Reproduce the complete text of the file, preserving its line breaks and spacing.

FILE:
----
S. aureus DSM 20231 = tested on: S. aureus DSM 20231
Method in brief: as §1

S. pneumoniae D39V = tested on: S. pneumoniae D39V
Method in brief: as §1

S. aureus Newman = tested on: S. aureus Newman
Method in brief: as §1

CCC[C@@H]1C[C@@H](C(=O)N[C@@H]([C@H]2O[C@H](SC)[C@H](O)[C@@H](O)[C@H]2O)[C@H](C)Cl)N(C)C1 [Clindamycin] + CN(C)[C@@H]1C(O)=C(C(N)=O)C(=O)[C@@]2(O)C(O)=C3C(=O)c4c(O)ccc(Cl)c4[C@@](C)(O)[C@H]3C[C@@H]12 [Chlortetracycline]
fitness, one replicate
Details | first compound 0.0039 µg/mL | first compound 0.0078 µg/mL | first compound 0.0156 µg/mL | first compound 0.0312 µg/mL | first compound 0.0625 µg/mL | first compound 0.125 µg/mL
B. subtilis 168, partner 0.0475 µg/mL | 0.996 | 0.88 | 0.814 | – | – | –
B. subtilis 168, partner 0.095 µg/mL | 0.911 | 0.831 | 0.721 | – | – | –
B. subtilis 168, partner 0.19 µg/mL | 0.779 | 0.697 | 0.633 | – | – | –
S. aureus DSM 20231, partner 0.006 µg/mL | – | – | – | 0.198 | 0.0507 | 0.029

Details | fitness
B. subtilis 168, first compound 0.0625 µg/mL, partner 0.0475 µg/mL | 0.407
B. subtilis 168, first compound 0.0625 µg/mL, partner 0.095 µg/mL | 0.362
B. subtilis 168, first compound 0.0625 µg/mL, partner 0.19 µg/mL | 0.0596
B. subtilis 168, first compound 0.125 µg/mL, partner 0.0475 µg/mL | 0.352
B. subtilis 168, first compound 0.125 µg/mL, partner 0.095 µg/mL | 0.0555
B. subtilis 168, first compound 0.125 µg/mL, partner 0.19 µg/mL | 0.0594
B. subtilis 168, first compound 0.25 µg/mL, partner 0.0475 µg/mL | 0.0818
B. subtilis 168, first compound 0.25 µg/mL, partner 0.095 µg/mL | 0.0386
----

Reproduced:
S. aureus DSM 20231 = tested on: S. aureus DSM 20231
Method in brief: as §1

S. pneumoniae D39V = tested on: S. pneumoniae D39V
Method in brief: as §1

S. aureus Newman = tested on: S. aureus Newman
Method in brief: as §1

CCC[C@@H]1C[C@@H](C(=O)N[C@@H]([C@H]2O[C@H](SC)[C@H](O)[C@@H](O)[C@H]2O)[C@H](C)Cl)N(C)C1 [Clindamycin] + CN(C)[C@@H]1C(O)=C(C(N)=O)C(=O)[C@@]2(O)C(O)=C3C(=O)c4c(O)ccc(Cl)c4[C@@](C)(O)[C@H]3C[C@@H]12 [Chlortetracycline]
fitness, one replicate
Details | first compound 0.0039 µg/mL | first compound 0.0078 µg/mL | first compound 0.0156 µg/mL | first compound 0.0312 µg/mL | first compound 0.0625 µg/mL | first compound 0.125 µg/mL
B. subtilis 168, partner 0.0475 µg/mL | 0.996 | 0.88 | 0.814 | – | – | –
B. subtilis 168, partner 0.095 µg/mL | 0.911 | 0.831 | 0.721 | – | – | –
B. subtilis 168, partner 0.19 µg/mL | 0.779 | 0.697 | 0.633 | – | – | –
S. aureus DSM 20231, partner 0.006 µg/mL | – | – | – | 0.198 | 0.0507 | 0.029

Details | fitness
B. subtilis 168, first compound 0.0625 µg/mL, partner 0.0475 µg/mL | 0.407
B. subtilis 168, first compound 0.0625 µg/mL, partner 0.095 µg/mL | 0.362
B. subtilis 168, first compound 0.0625 µg/mL, partner 0.19 µg/mL | 0.0596
B. subtilis 168, first compound 0.125 µg/mL, partner 0.0475 µg/mL | 0.352
B. subtilis 168, first compound 0.125 µg/mL, partner 0.095 µg/mL | 0.0555
B. subtilis 168, first compound 0.125 µg/mL, partner 0.19 µg/mL | 0.0594
B. subtilis 168, first compound 0.25 µg/mL, partner 0.0475 µg/mL | 0.0818
B. subtilis 168, first compound 0.25 µg/mL, partner 0.095 µg/mL | 0.0386